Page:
First houses on Helredale to be launched soon

More than 100 much-anticipated new homes will soon be ready at Whitby's Helredale Gardens development.

Thursday, 4th August 2016, 11:03 am
Updated Thursday, 4th August 2016, 12:04 pm
Helredale Gardens and St Peter's Road Development YCH Director of Operations Bill Miller (left) and Portfolio Development Manager Karen Howard (right) pictured on the Helredale Gardens site.

A total of 105 new homes will be released on the development, with 91 being made available for affordable rent to local residents under the terms of a local lettings policy.

Yorkshire Coast Homes, who are managing the properties, have confirmed that this has been established already with the borough council.

The remaining 14 homes will be made available for outright sale, with purchase options again being targeted towards local residents, say the housing organisation.

Across that site and the one at St Peter’s Road, where dated blocks of flats are making way for modern housing, there will be a mixture of 37 two-bedroom houses, 16 three-bedroom houses, 33 two-bedroom flats, 18 one-bedroom flats and a two-bedroom bungalow.

Shaun Tymon, Yorkshire Coast Homes’ chief executive, said: “We have long been aware of the impact that a shortage of affordable housing has had upon the Whitby community and we are very pleased that we are about to see local people moving into the first release of our new homes at Helredale Gardens. “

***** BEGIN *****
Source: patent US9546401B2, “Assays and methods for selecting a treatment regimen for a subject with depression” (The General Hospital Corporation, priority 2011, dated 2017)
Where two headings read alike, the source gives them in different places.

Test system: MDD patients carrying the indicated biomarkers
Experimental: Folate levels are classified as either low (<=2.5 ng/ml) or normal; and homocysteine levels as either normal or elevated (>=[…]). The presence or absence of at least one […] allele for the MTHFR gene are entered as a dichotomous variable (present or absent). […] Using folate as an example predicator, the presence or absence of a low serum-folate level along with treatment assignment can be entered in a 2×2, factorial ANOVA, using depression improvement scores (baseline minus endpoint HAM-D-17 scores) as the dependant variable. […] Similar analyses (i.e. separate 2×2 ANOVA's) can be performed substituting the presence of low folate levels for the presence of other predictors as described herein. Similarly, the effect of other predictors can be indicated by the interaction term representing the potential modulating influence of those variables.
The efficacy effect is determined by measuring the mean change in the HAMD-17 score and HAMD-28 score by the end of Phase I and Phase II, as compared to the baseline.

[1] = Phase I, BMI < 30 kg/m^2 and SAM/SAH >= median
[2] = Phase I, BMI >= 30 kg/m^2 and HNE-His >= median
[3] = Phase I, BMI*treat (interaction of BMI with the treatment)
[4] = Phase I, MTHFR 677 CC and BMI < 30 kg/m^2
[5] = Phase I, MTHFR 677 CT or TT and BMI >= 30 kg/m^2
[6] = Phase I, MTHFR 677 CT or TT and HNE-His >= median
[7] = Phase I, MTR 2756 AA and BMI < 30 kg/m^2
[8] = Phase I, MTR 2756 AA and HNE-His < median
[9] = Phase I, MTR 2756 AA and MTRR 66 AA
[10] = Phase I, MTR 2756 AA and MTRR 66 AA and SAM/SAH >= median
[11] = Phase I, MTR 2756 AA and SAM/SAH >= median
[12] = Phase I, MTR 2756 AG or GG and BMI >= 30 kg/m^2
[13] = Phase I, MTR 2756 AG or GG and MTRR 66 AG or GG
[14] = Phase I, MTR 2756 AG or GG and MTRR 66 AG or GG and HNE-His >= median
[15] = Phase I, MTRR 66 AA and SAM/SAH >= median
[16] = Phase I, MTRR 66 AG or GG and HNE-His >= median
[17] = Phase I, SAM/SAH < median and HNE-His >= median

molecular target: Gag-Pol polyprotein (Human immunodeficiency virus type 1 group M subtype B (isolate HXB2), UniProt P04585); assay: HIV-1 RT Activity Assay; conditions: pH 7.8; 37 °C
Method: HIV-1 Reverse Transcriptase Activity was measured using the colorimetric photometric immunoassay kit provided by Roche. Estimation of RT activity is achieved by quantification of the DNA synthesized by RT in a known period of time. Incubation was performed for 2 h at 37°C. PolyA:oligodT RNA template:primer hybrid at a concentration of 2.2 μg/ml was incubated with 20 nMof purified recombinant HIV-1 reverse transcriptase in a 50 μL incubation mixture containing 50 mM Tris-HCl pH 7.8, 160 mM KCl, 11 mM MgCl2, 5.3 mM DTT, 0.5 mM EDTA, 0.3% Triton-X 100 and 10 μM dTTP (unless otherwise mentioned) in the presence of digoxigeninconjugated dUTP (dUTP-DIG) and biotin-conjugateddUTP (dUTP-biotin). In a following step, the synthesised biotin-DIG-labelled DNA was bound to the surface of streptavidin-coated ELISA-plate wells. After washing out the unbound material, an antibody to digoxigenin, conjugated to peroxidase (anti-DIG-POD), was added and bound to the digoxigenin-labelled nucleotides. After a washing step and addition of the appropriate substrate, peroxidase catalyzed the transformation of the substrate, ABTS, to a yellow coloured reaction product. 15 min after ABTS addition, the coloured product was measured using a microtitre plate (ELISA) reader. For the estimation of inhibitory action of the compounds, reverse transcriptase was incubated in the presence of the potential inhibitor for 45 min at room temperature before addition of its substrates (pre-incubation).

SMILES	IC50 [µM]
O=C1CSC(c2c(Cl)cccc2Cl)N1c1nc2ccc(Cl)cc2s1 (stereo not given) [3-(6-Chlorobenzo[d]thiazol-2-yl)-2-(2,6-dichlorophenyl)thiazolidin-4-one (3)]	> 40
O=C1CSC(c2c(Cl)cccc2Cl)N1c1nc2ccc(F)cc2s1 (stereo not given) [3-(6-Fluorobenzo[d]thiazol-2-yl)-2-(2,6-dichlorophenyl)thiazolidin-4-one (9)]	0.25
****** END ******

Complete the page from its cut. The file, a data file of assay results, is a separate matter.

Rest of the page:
Properties for sale will be with Bridgeford’s estate agents while houses for rent will be available through the Home Choice scheme.

There are on average at least 35 bids for each property that becomes available for rent through this scheme in the Whitby area.

Yorkshire Coast Homes, say that despite fears locals would not get priority, this is not the case.

A spokesperson added: “This policy is in place to ensure that households with a local connection to Whitby, and who have a recognised housing need, will be prioritised over households with no local connection to the Whitby area.” Work on the project started in September last year after a bitter legal battle where a group of residents took a campaign eventually to the Supreme Court in London.

They argued that the land being built on was used by residents for enjoyment over the last 20 years, but the crucial question was had it been “by right” or “as of right”.

Judges ruled it was “by right”. Otherwise it would have been considered for village green status.